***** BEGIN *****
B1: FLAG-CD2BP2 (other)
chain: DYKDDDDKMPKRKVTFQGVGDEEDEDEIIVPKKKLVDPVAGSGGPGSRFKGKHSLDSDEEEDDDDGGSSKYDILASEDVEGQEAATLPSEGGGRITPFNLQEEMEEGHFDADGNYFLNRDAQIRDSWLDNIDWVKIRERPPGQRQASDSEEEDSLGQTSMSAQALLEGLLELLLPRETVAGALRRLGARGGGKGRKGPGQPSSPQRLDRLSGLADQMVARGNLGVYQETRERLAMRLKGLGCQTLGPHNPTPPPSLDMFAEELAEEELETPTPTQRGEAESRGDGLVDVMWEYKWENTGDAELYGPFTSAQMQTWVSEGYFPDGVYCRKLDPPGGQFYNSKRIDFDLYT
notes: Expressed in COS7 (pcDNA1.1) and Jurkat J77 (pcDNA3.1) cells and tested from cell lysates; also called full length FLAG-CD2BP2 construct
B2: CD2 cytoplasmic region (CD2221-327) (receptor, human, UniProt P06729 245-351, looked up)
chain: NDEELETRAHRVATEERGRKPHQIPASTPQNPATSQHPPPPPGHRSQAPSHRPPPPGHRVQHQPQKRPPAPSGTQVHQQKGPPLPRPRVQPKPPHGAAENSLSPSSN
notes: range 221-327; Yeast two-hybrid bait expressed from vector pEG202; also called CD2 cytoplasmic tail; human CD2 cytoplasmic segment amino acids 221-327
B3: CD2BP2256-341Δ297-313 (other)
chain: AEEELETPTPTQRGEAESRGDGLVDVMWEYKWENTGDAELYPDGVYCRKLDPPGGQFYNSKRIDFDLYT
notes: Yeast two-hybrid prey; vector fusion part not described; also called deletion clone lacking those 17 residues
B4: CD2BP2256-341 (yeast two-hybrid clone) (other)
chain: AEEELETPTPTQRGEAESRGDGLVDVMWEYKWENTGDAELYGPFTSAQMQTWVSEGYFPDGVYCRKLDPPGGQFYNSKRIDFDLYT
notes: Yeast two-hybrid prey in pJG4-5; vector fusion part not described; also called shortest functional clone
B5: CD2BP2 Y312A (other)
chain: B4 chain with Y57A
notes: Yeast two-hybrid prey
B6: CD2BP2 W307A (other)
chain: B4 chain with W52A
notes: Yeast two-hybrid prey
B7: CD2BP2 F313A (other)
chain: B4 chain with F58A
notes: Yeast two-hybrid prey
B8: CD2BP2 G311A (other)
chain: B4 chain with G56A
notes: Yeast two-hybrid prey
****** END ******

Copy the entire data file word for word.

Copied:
B1: FLAG-CD2BP2 (other)
chain: DYKDDDDKMPKRKVTFQGVGDEEDEDEIIVPKKKLVDPVAGSGGPGSRFKGKHSLDSDEEEDDDDGGSSKYDILASEDVEGQEAATLPSEGGGRITPFNLQEEMEEGHFDADGNYFLNRDAQIRDSWLDNIDWVKIRERPPGQRQASDSEEEDSLGQTSMSAQALLEGLLELLLPRETVAGALRRLGARGGGKGRKGPGQPSSPQRLDRLSGLADQMVARGNLGVYQETRERLAMRLKGLGCQTLGPHNPTPPPSLDMFAEELAEEELETPTPTQRGEAESRGDGLVDVMWEYKWENTGDAELYGPFTSAQMQTWVSEGYFPDGVYCRKLDPPGGQFYNSKRIDFDLYT
notes: Expressed in COS7 (pcDNA1.1) and Jurkat J77 (pcDNA3.1) cells and tested from cell lysates; also called full length FLAG-CD2BP2 construct
B2: CD2 cytoplasmic region (CD2221-327) (receptor, human, UniProt P06729 245-351, looked up)
chain: NDEELETRAHRVATEERGRKPHQIPASTPQNPATSQHPPPPPGHRSQAPSHRPPPPGHRVQHQPQKRPPAPSGTQVHQQKGPPLPRPRVQPKPPHGAAENSLSPSSN
notes: range 221-327; Yeast two-hybrid bait expressed from vector pEG202; also called CD2 cytoplasmic tail; human CD2 cytoplasmic segment amino acids 221-327
B3: CD2BP2256-341Δ297-313 (other)
chain: AEEELETPTPTQRGEAESRGDGLVDVMWEYKWENTGDAELYPDGVYCRKLDPPGGQFYNSKRIDFDLYT
notes: Yeast two-hybrid prey; vector fusion part not described; also called deletion clone lacking those 17 residues
B4: CD2BP2256-341 (yeast two-hybrid clone) (other)
chain: AEEELETPTPTQRGEAESRGDGLVDVMWEYKWENTGDAELYGPFTSAQMQTWVSEGYFPDGVYCRKLDPPGGQFYNSKRIDFDLYT
notes: Yeast two-hybrid prey in pJG4-5; vector fusion part not described; also called shortest functional clone
B5: CD2BP2 Y312A (other)
chain: B4 chain with Y57A
notes: Yeast two-hybrid prey
B6: CD2BP2 W307A (other)
chain: B4 chain with W52A
notes: Yeast two-hybrid prey
B7: CD2BP2 F313A (other)
chain: B4 chain with F58A
notes: Yeast two-hybrid prey
B8: CD2BP2 G311A (other)
chain: B4 chain with G56A
notes: Yeast two-hybrid prey